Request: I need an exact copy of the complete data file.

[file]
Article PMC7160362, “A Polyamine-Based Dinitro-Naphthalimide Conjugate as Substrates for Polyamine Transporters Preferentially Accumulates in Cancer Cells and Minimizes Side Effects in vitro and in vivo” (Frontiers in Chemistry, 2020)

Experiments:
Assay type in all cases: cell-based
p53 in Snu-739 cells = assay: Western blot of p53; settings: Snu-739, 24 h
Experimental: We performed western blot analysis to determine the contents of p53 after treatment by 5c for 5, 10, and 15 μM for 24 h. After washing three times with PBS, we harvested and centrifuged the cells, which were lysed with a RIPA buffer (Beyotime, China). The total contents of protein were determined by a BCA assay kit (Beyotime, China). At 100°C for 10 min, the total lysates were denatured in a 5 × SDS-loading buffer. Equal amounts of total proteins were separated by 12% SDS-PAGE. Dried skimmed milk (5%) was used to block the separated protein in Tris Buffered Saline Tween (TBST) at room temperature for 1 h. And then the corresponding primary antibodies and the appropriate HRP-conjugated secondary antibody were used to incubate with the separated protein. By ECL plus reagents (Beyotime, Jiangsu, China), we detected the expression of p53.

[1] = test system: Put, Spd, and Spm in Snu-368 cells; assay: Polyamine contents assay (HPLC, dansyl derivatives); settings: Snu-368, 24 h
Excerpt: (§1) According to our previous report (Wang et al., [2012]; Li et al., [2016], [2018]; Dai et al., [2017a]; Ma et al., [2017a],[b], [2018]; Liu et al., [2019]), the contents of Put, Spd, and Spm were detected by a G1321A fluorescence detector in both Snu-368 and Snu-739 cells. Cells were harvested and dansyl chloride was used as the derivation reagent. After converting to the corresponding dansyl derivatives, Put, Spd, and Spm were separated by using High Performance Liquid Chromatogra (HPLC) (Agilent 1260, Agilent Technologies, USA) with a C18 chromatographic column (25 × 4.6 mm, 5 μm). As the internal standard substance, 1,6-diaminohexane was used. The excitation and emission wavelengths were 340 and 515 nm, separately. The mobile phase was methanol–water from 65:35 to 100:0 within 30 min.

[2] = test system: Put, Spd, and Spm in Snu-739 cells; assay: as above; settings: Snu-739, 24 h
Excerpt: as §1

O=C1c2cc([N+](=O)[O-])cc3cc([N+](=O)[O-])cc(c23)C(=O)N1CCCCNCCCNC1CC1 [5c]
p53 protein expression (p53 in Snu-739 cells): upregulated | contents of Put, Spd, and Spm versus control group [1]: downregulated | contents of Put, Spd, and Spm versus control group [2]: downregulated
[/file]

Article PMC7160362, “A Polyamine-Based Dinitro-Naphthalimide Conjugate as Substrates for Polyamine Transporters Preferentially Accumulates in Cancer Cells and Minimizes Side Effects in vitro and in vivo” (Frontiers in Chemistry, 2020)

Experiments:
Assay type in all cases: cell-based
p53 in Snu-739 cells = assay: Western blot of p53; settings: Snu-739, 24 h
Experimental: We performed western blot analysis to determine the contents of p53 after treatment by 5c for 5, 10, and 15 μM for 24 h. After washing three times with PBS, we harvested and centrifuged the cells, which were lysed with a RIPA buffer (Beyotime, China). The total contents of protein were determined by a BCA assay kit (Beyotime, China). At 100°C for 10 min, the total lysates were denatured in a 5 × SDS-loading buffer. Equal amounts of total proteins were separated by 12% SDS-PAGE. Dried skimmed milk (5%) was used to block the separated protein in Tris Buffered Saline Tween (TBST) at room temperature for 1 h. And then the corresponding primary antibodies and the appropriate HRP-conjugated secondary antibody were used to incubate with the separated protein. By ECL plus reagents (Beyotime, Jiangsu, China), we detected the expression of p53.

[1] = test system: Put, Spd, and Spm in Snu-368 cells; assay: Polyamine contents assay (HPLC, dansyl derivatives); settings: Snu-368, 24 h
Excerpt: (§1) According to our previous report (Wang et al., [2012]; Li et al., [2016], [2018]; Dai et al., [2017a]; Ma et al., [2017a],[b], [2018]; Liu et al., [2019]), the contents of Put, Spd, and Spm were detected by a G1321A fluorescence detector in both Snu-368 and Snu-739 cells. Cells were harvested and dansyl chloride was used as the derivation reagent. After converting to the corresponding dansyl derivatives, Put, Spd, and Spm were separated by using High Performance Liquid Chromatogra (HPLC) (Agilent 1260, Agilent Technologies, USA) with a C18 chromatographic column (25 × 4.6 mm, 5 μm). As the internal standard substance, 1,6-diaminohexane was used. The excitation and emission wavelengths were 340 and 515 nm, separately. The mobile phase was methanol–water from 65:35 to 100:0 within 30 min.

[2] = test system: Put, Spd, and Spm in Snu-739 cells; assay: as above; settings: Snu-739, 24 h
Excerpt: as §1

O=C1c2cc([N+](=O)[O-])cc3cc([N+](=O)[O-])cc(c23)C(=O)N1CCCCNCCCNC1CC1 [5c]
p53 protein expression (p53 in Snu-739 cells): upregulated | contents of Put, Spd, and Spm versus control group [1]: downregulated | contents of Put, Spd, and Spm versus control group [2]: downregulated